How to Write a Poem by Kwame Alexander and Deanna Nikaido; illustrated by Melissa SweetThe prompt: "Begin with a question, like an acorn waiting for spring." This advice kicks off a metaphor-rich journey in which poets Kwame Alexander and Deanna Nikaido encourage kids to try poetry-writing by delving into their observations and their imaginations.
The call to action: "Now, show us what you've found."
Art alert: Melissa Sweet's textured collage illustrations, rendered in paint, paper, and found objects, underscore the concepts of engaging the senses and connecting ideas.
Sari-Sari Summers by Lynnor BontigaoWhat it's about: Nora is finally old enough to help her beloved Lola run the sari-sari store, where locals can find everything they need. And when a heat wave drives away customers, a cool idea from Nora might save the day.
Who it's for: While everyone can appreciate the warm community and grandparent/grandchild bond in this sweet summer story, visual details and Tagalog words offer particular appeal for Filipino families.
Don't miss: the concluding recipe for making mango ice candy.
How Dinosaurs Went Extinct: A Safety Guide by Ame Dyckman; illustrated by Jennifer HarneyThe question: A young museum-goer wonders exactly how dinosaurs went extinct.
The answers: are provided by an imaginative parent, who suggests fates ranging from cautionary ("Gallimimus ran with scissors") to gross (Velociraptor succumbed to "Death by Booger") to just plain silly ("Compsoagnathus stood in shopping carts"). Each dino demise is depicted in zany, exaggerated artwork.
Read-aloud ready: phonetic guides for every dinosaur name are included for easy pronunciation.
A Bed of Stars by Jessica LoveWhat it's about: When a child has trouble sleeping because the night seems too big and scary, their dad takes them on a wonder-filled desert camping trip, soothing their fears and encouraging them to "shake hands with the universe."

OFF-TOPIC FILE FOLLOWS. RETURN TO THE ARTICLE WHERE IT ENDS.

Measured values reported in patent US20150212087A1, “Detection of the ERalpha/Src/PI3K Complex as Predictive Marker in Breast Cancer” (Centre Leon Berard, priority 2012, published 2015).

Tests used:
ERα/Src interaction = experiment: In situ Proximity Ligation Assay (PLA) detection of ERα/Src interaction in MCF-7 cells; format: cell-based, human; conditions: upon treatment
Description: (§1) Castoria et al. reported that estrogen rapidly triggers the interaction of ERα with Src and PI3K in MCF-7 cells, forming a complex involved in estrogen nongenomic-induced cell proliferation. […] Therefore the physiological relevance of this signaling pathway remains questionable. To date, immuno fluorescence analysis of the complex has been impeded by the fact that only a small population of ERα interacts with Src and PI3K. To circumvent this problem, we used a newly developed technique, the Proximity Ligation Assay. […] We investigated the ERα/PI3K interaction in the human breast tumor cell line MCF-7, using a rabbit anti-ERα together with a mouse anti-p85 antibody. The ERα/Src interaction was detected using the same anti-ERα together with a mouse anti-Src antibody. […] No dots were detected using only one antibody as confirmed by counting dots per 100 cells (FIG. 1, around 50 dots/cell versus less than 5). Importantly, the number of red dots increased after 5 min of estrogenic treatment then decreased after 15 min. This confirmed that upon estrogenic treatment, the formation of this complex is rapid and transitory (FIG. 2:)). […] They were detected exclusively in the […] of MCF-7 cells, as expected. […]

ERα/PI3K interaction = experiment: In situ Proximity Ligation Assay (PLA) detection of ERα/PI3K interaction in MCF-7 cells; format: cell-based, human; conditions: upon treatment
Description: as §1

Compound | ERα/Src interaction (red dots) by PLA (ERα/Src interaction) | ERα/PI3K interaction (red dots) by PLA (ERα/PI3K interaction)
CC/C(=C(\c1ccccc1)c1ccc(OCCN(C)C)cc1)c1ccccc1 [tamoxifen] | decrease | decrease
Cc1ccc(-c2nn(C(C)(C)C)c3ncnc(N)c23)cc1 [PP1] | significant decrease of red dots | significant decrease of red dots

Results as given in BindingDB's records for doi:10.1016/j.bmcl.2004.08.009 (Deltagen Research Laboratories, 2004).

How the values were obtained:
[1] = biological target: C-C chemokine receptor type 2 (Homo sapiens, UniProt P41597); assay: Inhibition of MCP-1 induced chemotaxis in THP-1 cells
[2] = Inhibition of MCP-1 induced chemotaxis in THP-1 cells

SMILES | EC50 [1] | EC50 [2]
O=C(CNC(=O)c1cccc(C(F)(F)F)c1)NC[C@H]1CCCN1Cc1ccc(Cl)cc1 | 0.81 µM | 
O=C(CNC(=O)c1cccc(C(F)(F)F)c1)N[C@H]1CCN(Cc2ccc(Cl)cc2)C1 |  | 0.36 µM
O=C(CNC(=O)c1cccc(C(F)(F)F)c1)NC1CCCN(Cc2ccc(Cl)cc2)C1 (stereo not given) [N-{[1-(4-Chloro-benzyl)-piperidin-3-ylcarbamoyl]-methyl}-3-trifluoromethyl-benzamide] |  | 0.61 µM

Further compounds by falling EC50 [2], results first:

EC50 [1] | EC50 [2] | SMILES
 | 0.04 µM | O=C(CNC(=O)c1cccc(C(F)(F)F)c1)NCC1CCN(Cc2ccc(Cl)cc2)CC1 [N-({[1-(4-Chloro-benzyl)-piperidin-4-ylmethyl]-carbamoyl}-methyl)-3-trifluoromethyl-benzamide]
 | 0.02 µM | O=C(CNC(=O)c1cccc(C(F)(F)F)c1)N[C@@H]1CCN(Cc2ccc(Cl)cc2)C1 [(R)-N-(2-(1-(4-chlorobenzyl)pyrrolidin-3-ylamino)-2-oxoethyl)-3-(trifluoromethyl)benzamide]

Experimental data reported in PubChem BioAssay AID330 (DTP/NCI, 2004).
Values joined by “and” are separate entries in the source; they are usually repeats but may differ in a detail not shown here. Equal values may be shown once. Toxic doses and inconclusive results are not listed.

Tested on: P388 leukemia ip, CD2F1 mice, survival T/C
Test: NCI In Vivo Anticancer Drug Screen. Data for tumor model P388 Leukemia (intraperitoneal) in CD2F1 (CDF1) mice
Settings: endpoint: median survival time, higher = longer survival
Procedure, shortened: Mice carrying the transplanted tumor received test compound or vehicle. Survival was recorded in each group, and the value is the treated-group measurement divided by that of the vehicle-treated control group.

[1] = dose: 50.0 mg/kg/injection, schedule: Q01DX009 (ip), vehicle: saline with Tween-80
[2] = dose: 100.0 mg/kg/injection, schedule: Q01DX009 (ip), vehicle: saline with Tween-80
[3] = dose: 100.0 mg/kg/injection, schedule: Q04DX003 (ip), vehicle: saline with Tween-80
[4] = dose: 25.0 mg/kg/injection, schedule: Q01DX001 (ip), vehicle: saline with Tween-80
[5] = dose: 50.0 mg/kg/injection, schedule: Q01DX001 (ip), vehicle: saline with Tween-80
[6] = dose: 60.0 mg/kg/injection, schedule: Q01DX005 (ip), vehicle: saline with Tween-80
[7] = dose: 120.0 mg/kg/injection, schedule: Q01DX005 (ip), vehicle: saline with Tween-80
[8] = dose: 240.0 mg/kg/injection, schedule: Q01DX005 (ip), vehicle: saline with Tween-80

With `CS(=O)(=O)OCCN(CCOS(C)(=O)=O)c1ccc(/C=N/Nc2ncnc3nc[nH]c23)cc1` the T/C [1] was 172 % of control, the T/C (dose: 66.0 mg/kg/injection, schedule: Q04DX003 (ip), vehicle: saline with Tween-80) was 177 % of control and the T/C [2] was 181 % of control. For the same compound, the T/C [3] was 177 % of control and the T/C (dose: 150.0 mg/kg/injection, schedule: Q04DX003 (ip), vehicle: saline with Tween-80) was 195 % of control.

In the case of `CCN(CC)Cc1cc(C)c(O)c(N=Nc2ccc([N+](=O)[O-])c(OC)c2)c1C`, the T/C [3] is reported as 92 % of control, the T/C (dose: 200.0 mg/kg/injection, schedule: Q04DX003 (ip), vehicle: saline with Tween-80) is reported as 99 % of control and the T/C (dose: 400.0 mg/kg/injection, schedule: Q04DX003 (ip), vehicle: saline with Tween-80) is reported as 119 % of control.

How to read it: Featuring watercolor illustrations packed with natural hues and closely observed details, this contemplative tale is best shared with a child one-on-one.
The Artist by Ed VereWhat it's about: Inspired by the beauty she sees in the world, a rainbow-colored young creature revels in making art. Her murals -- illustrated with the verve of a real child's drawings -- delight her neighbors. But is the thrill of creation worth facing the inevitable setbacks?
The takeaway: "Mistakes are how you learn! Heart is what matters. And your art is full of heart...keep going!"
Try this next: Danielle Davis' To Make or Peter H. Reynolds' The Dot.
by Eoin Colfer; illustrated by Chris Judge
What it's about: Six-year-old Erin loves finding animal shapes in the clouds. But when the kids at school don't like the game nearly as much as the kids she sees in her frequent stays at the hospital, Erin feels confused and left out.
Why kids might like it: Erin's story has a hopeful ending and playful combination of realistic and cartoony illustrations.
Who it's for: kids living with chronic illness, and well as those who enjoy imaginative play.
When We Are Kind by Monique Gray Smith; illustrated by Nicole NeidhardtWhat it is: a visually rich meditation on kindness, and how kids can show kindness to the environment, their elders, their families, and themselves.
What's inside: crisp digital illustrations that center Indigenous kids and families; and spare, poetic phrases beginning with "When I am kind" or "I feel," inviting kids to think on the experiences of both giving and receiving kindness.
Thank You, Omu! by Oge MoraWhat it's about: When Omu cooks her thick red stew, the mouth-watering aroma draws all the neighbors to her door. Everyone gets a steaming bowlful...except for Omu herself.
Why kids might like it: they'll be reassured by the cheery, textured collage art, as well as the heartwarming way in which Omu's neighbors return her kindness.
Try this next: For further stories about communities sharing food, try Gaetan Doremus' Empty Fridge or Atinuke's Baby Goes to Market.
You Matter by Christian RobinsonWhat it is: a playful and inclusive look at how all living things -- from microscopic organisms to planets to people like you -- are important and valuable.
Why kids might like it: Sprightly poetry and endearing illustrations offer a variety of perspectives, demonstrating how things can look different from another point of view.
Luli and the Language of Tea by Andrea Wang; illustrated by Hyewon YumWhat it's about: A potentially awkward multilingual playdate among the kids of adult English language learners turns into a joyful sharing session when Luli brings her tea set and brews every kid a steaming cup.
Languages featured: Arabic, German, Hindi, Persian, Portuguese, Russian, Spanish, Swahili, and Turkish, with English translations.
Kids might also like: Donna Jo Napoli's Words to Make a Friend.
Contact your librarian for more great books for ages 0-8!